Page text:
β€œMan overboard !” is the traditional cry for when a sailor or passenger on an ocean-going vessel falls over the side into the sea. The purpose of the cry was to alert the captain and helmsman of the trouble so they could decide what to do. The procedure for this event differs from ship to ship. Nowadays it is always the policy to attempt a rescue, usually by means of a life buoy.

In the past (sailing ships) whether the fallen man would be perused or not depended mostly on the weather. If it was possible to manoever the ship into the correct position immeditatly upon hearing the cry then an attempt would usually be made. In these circumstances it was expected that the entire crew remain silent to enforce discipline. A boat would be carefully lowered into the water, (hopefully without pitching the men out or swamping it), crewed by the men with the sharpest sight, they would then begin the search for the man. Despite some film references they did not ever just dive in with a rope.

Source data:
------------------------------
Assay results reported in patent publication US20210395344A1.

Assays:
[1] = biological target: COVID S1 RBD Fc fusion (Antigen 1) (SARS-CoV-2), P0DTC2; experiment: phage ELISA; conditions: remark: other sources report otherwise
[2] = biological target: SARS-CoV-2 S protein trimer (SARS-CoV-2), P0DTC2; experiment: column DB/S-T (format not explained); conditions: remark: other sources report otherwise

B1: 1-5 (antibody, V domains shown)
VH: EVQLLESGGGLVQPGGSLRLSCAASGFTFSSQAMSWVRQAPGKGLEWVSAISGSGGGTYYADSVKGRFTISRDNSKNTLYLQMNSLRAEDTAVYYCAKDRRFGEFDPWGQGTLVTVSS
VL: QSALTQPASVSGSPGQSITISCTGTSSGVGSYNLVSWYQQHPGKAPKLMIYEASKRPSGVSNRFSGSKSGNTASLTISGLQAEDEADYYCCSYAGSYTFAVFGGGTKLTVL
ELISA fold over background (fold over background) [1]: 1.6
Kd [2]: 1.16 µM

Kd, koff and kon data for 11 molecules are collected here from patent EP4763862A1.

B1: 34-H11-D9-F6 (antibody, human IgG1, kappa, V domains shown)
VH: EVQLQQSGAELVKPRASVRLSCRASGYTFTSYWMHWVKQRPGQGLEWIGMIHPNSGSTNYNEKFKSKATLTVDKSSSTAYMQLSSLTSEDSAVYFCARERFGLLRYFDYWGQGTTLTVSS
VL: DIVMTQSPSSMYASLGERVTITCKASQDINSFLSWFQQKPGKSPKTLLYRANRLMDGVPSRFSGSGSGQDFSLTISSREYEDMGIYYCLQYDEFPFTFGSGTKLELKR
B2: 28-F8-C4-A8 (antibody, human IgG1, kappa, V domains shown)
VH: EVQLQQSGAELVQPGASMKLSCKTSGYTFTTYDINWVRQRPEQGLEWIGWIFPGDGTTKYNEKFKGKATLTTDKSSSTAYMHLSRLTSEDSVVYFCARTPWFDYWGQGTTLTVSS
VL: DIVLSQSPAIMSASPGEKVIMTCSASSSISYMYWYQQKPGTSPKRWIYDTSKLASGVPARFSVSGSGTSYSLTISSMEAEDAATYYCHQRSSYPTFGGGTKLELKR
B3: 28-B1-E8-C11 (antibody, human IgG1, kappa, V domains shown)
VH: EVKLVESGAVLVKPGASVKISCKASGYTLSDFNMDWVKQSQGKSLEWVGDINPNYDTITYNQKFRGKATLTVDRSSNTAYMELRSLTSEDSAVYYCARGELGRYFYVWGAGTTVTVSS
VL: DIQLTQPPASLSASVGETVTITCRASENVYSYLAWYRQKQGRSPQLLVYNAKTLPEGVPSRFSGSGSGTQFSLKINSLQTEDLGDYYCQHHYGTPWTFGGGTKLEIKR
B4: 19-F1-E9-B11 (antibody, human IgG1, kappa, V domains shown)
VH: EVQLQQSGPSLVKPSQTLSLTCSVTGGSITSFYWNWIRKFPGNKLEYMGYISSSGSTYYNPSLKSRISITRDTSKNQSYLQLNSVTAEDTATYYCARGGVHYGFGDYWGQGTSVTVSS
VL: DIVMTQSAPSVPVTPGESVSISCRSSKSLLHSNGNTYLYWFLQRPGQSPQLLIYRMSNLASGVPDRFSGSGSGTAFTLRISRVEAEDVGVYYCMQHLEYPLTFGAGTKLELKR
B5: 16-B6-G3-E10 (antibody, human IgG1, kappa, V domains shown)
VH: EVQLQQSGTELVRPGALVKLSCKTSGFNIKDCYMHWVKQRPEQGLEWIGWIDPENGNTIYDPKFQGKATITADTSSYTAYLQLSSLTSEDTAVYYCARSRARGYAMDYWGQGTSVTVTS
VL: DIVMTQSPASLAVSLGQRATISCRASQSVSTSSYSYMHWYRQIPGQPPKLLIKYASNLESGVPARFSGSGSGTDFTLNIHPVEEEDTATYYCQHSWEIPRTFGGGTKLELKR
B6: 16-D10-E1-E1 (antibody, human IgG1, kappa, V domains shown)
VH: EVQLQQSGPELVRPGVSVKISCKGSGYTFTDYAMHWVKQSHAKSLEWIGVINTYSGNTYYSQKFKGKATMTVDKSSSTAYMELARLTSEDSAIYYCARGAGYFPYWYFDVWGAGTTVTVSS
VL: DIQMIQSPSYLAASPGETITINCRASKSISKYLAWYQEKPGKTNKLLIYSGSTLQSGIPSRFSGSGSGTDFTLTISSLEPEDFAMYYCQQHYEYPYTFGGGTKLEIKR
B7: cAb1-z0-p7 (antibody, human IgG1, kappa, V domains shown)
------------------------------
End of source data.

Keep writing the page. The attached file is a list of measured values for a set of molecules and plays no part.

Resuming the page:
How moody is the man in me
who misses you

He buys his smokes
without thanking anyone
And strides under many clouds
dressed in all black
even the socks
And he's callous with the rivers
and the architecture and the mariachi
and the goddamned garish fluidity of this
headache world

And he is stoic as an airport
Fifty thousand accumulated flesh tombs
or more
Pretending about the news and the weather
with their minds drifting always back
to the same thing
How desperate to be so far away in space
but not in time
How desperate is the faith convinced
of two arguments
Both to be and not to be

And he leans against the wall or the pillar
Reading his novel
reviewing the words
He is contained as a spiderweb
Unrealized, an unpopped bag of microwave popcorn
sits on the counter, well out of the sun's reach
Refusing his fate
gazing at his expiration date
Tapping at it impatiently and
refilling his tea and
turning off the radio and
marinating
And he sits now, finally
And he remembers you

But me?
I do not

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